A Conservation Vision Map for the Massachusetts Pine Barrens

In November, the Cape Cod Commission (CCC) held two workshops – one in the town of Eastham, the other in Barnstable – as part of their ongoing effort to create a conservation vision map for our rare and unique ecosystem.

This map is one element in fulfillment of a Landscape Scale Restoration grant (LSR) awarded to the Partnership by the US Forest Service.

Entitled “Re-building the Massachusetts Coastal Pine Barrens: Aligning restoration, conservation and management,” the LSR grant funds a wide variety of initiatives meant to reinvigorate the ecosystem, beginning with a vision of where to prioritize conservation efforts.

The goals of the workshop component of the visioning process also included improving awareness of how climate change and urbanization will impact southeastern Massachusetts in the future and how negative changes might be mitigated through the utilization of green infrastructure, defined broadly as “a network of waterways, wetlands, woodlands, wildlife habitats and other natural areas that support native species, maintain natural ecological processes, sustain air and water resources and contribute to the health and quality of life.”

The day-long workshops began with background presentations by Tim Simmons, formerly lead ecologist with the Massachusetts Natural Heritage & Endangered Species Program and now the principal of Simmons Ecological Restoration; Heather McElroy, a natural resource specialist with the Cape Cod Commission; and Eric Walberg, senior program leader of Manomet’s climate change program.

After an explanation of the Partnership’s mission by SEMPBA President Sharl Heller, McElroy showed off the Commission’s story map of the pine barrens ecoregion, an interactive online narrative of the project’s goals and the efforts being undertaken to meet those goals.

Undeveloped and unprotected lands (dark green) are one layer within the pine barrens green infrastructure map.

Simmons then outlined the scientific arguments for an ecosystem-based vision of management, and Wahlberg – utilizing the broad definition of green infrastructure –  explained how by agreeing on criteria for prioritization, the final map could aid efforts to simultaneously improve climate resilience and habitat preservation across the region. 

One key goal of the workshops, Wahlberg said, would be “an improved understanding of how the combined stressors of climate change and continued urbanization are likely to impact ecosystems in Southeastern Massachusetts, and how green infrastructure can respond to those stressors and enhance local and regional resiliency.” 

In the second half of the workshop attendees had the opportunity to examine the draft green infrastructure maps of their communities that are being developed, and to offer detailed feedback.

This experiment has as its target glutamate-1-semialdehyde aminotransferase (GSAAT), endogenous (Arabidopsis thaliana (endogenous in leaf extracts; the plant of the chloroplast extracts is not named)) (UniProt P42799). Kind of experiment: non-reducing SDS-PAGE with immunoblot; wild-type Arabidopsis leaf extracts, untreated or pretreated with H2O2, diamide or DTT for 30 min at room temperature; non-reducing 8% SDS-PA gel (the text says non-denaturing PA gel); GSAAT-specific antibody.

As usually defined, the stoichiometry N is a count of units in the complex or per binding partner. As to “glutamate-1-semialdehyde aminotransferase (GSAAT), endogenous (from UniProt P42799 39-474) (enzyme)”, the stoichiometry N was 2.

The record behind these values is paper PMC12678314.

The goal here, Walberg explained, was to “spark discussion on how to best integrate local and regional planning priorities and, therefore, to minimize conflicts between the two.”

It was generally agreed that a “local perspective is critical to creating a vision map for the entire ecoregion.”

Attendees at the Eastham workshop looking over the green infrastructure map.

Many participants felt that additional layers, such as those indicating built structures and/or the use of alternate color schemes to better contrast different land types and conditions, would improve the utility of the maps.

It was also noted that areas a community’s conservation focus often depends on existing bylaws and regulations, the level of community support, the presence of an active land trust, or a municipalitie’s financial wherewithal.

There was wide agreement that the Community Preservation Act can play a key financial role in a municipalitie’s effort to establish a cohesive open space/conservation policy.

The need for model bylaws that could be disseminated across the region was also noted and, in the absence of community and/or regulatory support, the work of regional conservation organization were seen as critical to conservation efforts.

Many participants noted that there is a large technological disparity between communities, so the services provided by regional agencies, such as the Cape Cod Commission, were all the more important.

Key additional suggestions for increasing the utility of the draft maps included: the inclusion of structures (buildings, streets, etc.) on maps or online layers that can be turned on and off; differentiating between land that cannot be developed by default and land under conservation; and the need for maps that have been recently updated.

Workshop attendees were a mix of town planners, conservation agents, environmental nonprofit members, and staff from federal agencies, land grant organizations and various other conservation entities.

Leave a Reply

Your email address will not be published. Required fields are marked *